And therefore, getting back to the contract manufacturer, the model of, ‘Hey, just tell us what to make and we’ll make it,’ doesn’t fit with the degree of innovation and complexity that’s going to be happening with devices.

D2P: It sounds like there’s a need for contract manufacturers that can not only provide design services, but also provide the precision machining, or fabrication, or whatever else is needed for these precision surgical systems.

RW: Correct. And that’s another driver of reshoring because the lower cost offshoring is really driven by low-cost manual labor in assembling these devices. There’s a point where there’s a degree of precision that a human being can’t provide. And so, you’ll have much higher degrees of automation in the manufacturing process. Therefore, when you have this high degree of automation, the cost penalty of being [manufacturing] in the United States versus Mexico versus Malaysia is far, far less—particularly in the case of Asia, when you add in the cost of transporting it over an ocean.

So, as you have this need for enhanced precision, that will really drive you to digitize and automate in manufacturing, which really shifts the advantage away from low-cost labor countries because the labor component will be much, much less. The engineering component will still be high, but engineers are much closer to cost parity globally. There are still massive differences in what low-skilled assembly workers are getting paid in the U.S. versus Southeast Asia,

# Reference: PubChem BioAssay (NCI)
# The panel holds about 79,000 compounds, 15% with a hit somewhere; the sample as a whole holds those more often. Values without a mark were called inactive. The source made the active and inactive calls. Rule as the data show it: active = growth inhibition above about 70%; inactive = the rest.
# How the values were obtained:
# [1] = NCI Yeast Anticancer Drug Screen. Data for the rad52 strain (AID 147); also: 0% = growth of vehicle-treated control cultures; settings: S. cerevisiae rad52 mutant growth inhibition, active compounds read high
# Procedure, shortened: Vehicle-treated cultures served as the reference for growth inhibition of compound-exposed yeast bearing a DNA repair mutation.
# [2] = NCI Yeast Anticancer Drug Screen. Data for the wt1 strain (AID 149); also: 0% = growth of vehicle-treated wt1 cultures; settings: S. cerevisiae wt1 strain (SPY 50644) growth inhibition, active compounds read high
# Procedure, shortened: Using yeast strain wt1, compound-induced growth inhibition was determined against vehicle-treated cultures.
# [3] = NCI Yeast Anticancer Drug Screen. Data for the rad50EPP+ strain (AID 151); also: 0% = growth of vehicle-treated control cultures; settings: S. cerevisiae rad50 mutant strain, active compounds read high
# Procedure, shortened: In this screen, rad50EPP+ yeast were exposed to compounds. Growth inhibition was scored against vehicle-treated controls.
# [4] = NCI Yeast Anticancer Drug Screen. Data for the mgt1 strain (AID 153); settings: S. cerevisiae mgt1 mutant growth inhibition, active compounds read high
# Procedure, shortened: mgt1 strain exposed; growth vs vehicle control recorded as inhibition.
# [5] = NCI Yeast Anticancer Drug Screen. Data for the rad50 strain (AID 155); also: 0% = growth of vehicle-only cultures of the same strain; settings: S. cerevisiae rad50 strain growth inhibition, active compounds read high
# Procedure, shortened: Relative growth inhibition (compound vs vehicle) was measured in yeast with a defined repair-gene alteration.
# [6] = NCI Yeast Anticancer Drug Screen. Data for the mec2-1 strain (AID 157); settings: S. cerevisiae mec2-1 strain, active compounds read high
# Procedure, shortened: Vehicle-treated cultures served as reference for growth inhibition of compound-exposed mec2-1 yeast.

But in this shifting, where the majority of the cost is the highly skilled technical worker and the equipment, the cost differential between location A and B is much less a factor than the proximity and the closeness of the supply chain and its being able to interact between the contract manufacturer and the OEM on a much more efficient basis. It just shifts the variables on which you make the decision. For the most part, the race to low-cost labor, other than for the very most commoditized medical devices, will be taken out of the question. It’s ‘Where can I get the best talent, access to the best and most precise equipment, and ability for my people, across multiple organizations, to work together effectively?’

D2P: Robotically assisted surgery is a great example of innovation. Are there any others that come to mind, that are maybe not as prominent as that?